|SS-Standartenführer Kurt Meyer|
|Kurt Meyer's SS-Panzergrenadiers after surrender|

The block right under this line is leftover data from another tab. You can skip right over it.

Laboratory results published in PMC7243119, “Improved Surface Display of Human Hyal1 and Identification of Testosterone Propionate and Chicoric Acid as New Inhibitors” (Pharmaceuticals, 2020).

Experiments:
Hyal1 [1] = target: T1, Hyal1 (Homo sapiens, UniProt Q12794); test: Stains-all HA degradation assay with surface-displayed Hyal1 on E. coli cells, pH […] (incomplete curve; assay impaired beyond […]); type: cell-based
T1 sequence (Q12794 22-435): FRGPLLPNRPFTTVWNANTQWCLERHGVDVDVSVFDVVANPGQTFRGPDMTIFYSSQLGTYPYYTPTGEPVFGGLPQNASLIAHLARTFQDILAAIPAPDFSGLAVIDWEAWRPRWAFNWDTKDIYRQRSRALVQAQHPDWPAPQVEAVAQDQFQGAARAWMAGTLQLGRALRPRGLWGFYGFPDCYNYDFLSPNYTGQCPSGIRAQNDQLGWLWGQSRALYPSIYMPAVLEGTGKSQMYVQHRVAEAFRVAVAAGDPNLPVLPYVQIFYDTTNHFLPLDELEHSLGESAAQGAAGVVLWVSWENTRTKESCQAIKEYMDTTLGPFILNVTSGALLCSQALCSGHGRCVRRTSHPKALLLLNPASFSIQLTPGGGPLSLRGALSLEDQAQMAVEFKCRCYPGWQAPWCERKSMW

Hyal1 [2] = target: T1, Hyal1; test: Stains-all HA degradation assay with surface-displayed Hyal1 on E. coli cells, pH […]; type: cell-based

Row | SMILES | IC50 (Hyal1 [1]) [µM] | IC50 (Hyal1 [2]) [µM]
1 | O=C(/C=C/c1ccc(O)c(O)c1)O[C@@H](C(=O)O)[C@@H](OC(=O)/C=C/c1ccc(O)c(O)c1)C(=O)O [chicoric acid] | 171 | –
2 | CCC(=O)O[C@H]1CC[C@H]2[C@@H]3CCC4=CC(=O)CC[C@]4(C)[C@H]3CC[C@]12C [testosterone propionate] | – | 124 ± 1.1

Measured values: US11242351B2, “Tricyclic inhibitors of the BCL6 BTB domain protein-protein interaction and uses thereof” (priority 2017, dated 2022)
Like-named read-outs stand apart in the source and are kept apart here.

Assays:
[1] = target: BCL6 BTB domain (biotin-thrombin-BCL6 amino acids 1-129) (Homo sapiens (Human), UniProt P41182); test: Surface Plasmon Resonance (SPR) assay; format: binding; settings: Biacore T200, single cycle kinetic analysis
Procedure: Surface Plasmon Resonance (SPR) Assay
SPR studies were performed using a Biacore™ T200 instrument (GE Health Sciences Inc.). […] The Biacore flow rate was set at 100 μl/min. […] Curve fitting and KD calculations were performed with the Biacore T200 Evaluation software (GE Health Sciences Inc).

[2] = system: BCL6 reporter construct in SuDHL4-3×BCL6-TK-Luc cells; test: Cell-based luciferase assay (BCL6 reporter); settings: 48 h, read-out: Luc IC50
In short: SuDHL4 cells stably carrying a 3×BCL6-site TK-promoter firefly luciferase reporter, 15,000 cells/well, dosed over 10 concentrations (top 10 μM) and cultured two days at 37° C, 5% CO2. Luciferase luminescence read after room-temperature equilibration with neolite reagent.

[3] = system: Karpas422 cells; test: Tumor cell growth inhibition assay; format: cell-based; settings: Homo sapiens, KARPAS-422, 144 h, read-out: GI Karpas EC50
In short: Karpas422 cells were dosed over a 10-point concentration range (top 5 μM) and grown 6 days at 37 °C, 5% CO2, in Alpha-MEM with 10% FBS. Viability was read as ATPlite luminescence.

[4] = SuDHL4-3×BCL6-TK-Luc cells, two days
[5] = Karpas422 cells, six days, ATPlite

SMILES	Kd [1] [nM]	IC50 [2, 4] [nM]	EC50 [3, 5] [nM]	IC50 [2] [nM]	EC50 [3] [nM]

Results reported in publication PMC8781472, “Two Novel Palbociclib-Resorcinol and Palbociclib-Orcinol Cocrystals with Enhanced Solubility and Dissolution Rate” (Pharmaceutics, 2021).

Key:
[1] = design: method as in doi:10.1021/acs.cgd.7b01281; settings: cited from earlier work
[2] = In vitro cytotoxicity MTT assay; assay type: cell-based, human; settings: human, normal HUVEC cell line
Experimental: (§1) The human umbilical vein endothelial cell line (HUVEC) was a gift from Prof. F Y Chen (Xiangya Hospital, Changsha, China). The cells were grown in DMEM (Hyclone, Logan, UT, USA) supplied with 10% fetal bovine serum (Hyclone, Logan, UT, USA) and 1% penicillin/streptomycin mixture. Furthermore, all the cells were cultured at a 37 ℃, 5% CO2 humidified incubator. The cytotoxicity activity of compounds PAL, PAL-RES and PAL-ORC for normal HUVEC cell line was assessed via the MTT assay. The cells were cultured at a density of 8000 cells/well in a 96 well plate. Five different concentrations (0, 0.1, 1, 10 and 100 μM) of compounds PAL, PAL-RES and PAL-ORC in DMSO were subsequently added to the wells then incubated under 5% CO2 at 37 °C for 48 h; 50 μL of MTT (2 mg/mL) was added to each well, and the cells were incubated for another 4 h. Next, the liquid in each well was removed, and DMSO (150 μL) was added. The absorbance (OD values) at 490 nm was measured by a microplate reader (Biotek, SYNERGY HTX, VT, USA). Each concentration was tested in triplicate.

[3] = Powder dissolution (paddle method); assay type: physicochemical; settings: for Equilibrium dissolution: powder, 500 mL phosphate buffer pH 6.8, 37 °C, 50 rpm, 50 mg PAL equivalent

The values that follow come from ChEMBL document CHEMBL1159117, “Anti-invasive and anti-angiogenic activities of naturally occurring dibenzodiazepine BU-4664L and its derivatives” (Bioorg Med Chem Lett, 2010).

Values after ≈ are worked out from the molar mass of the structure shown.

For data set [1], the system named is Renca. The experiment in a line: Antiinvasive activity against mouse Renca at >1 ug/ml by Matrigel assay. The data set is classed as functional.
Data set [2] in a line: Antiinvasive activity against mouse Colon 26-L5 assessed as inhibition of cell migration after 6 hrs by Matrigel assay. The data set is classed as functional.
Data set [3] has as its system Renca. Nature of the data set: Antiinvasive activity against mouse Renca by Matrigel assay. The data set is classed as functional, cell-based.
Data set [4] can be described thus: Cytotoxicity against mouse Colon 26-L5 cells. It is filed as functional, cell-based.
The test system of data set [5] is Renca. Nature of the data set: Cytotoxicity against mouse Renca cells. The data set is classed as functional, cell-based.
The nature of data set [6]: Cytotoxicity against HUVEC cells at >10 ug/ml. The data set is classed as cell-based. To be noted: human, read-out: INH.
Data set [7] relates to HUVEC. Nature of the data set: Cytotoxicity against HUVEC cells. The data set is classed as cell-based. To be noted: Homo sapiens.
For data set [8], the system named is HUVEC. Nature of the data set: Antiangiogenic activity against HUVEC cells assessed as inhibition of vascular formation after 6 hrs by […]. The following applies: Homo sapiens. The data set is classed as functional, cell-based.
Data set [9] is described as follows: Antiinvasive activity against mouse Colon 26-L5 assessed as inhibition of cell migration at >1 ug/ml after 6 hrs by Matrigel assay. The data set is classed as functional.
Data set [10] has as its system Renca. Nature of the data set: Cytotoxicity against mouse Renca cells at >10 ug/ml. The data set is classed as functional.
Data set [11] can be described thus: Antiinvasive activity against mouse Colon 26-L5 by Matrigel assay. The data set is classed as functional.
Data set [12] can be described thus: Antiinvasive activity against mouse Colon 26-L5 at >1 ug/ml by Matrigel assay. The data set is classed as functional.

Later Canadian troops found themselves accused of having killed captured German soldiers on the June 1944 invasion of Normandy. It was claimed that forces of the 3rd Canadian Infantry Division were ordered to take no German prisoners of war during the Normandy campaign, but this for a variety of reasons were not investigated by the Allied powers after WWII, or they were investigated and a decision was taken not to prosecute. On June 7 1944 notes were found by Waffen-SS Grenadiers on captured Canadian prisoners saying German soldiers who had surrendered during the campaign would be shot, information later confirmed by Canadian infantry under interrogation; that prisoners were ordered not to be taken if they hindered operations. Hubert Meyer also confirmed this story; he stated that on June 8 1944 a Canadian notebook was found that contained orders to not take prisoners if they impeded the attacking force. Bitterness between Canadians and soldiers of the Hitlerjugend became a vicious circle throughout the battle for Normandy. Left image: Kurt Meyer as SS-Standartenführer in Normandy, France 1944. Commons: Bundesarchiv. Right image: An SS-Obersturmführer and an SS-Unterscharführer of Kurt Meyer's SS-Panzergrenadier-Regiment 26 taken prisoners in Normandy on June 26 1944. Public domain.